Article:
Silvercrown is an attractive perennial with erect stems arising from 40-100 cm high from woody rhizomes. Most leaves are basal, with those on the stem scattered and becoming much reduced in size upwards on the stem. The basal leaves are long-petiolate with wide palmately cleft blades up to 20 cm long and 25 cm wide. The margins are deeply parted with the segments again coarsely toothed or lobed. The leaves are green above and thinly white tomentose below.
The inflorescence is racemiform or narrowly corymbiform and consists of up to a dozen flower heads. The involucre of individual heads is 10-17 mm high with the disk ranging from 12-30 mm wide.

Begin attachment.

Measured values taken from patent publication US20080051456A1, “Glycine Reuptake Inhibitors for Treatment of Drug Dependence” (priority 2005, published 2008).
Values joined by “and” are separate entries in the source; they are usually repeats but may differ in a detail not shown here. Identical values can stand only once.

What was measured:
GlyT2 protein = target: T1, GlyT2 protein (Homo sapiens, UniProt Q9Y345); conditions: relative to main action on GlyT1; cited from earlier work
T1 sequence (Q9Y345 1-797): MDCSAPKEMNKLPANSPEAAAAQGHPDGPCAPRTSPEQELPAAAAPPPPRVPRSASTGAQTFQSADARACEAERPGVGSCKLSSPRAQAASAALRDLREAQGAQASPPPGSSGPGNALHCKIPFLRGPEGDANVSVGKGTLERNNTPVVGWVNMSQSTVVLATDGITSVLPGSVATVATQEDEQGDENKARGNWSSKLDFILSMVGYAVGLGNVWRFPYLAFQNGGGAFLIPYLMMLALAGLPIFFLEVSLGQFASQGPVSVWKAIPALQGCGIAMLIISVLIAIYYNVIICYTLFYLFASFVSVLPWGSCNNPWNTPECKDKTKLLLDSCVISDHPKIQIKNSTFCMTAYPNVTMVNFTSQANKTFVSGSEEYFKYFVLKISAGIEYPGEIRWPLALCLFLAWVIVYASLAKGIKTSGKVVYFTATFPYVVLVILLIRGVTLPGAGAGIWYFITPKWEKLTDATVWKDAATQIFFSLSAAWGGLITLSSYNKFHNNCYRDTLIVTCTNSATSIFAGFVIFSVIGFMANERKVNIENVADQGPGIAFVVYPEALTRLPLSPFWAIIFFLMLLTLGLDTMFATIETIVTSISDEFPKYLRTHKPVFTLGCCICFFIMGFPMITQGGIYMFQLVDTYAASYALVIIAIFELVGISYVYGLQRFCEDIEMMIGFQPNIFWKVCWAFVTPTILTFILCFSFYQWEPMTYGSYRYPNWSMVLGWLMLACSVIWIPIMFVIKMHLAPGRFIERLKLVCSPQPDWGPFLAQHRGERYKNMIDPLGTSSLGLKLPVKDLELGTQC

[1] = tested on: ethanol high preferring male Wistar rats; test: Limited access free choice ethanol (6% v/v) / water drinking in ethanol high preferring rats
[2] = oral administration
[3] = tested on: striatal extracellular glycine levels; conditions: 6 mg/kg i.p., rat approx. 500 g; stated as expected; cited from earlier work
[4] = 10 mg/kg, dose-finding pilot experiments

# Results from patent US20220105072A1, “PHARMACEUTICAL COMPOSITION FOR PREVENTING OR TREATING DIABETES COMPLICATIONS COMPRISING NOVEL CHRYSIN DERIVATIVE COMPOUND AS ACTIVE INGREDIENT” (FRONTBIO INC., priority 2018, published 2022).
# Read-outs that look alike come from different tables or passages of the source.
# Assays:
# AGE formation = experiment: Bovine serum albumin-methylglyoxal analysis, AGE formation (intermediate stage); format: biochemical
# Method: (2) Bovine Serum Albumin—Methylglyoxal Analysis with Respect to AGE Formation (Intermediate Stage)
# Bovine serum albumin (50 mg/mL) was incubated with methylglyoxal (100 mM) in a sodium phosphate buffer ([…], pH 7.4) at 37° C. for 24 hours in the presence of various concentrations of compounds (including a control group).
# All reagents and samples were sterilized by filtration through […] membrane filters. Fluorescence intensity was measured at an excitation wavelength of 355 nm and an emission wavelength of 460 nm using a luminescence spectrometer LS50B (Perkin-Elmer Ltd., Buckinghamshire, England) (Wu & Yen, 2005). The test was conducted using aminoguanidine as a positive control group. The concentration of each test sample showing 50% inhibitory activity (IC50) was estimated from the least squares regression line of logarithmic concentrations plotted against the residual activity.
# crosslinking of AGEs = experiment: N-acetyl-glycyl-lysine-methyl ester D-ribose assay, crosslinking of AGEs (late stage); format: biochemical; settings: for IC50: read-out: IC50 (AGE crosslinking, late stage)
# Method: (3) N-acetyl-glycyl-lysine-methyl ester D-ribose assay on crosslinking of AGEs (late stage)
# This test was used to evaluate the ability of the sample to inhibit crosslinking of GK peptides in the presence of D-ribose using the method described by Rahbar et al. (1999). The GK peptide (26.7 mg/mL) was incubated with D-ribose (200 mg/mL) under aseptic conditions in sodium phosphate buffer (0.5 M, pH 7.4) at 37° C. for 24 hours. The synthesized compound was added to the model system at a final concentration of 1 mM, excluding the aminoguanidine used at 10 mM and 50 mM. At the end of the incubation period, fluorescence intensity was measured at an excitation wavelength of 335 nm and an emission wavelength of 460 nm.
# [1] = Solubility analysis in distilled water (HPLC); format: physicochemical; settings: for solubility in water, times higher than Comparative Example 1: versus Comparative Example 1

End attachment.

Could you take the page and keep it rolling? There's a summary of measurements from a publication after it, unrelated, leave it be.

Silvercrown may be found in open woods and meadows. In the Columbia River Gorge it is often associated with open oak woods.
Silvercrown may be found from the summit and eastern slopes of the Washington Cascades. It may be found just to the south of the Columbia River in Oregon, roughly between The Dalles, OR, Hood River, OR and Mt. Hood. It is also found in the Klamath area and adjacent southern Willamette Valley in southwestern Oregon and hence southward in the California Coast Range to Sonoma County.
In the Columbia River Gorge it may be found between the elevations of 200'-3900' between Mt. Defiance and Seven Mile Hill.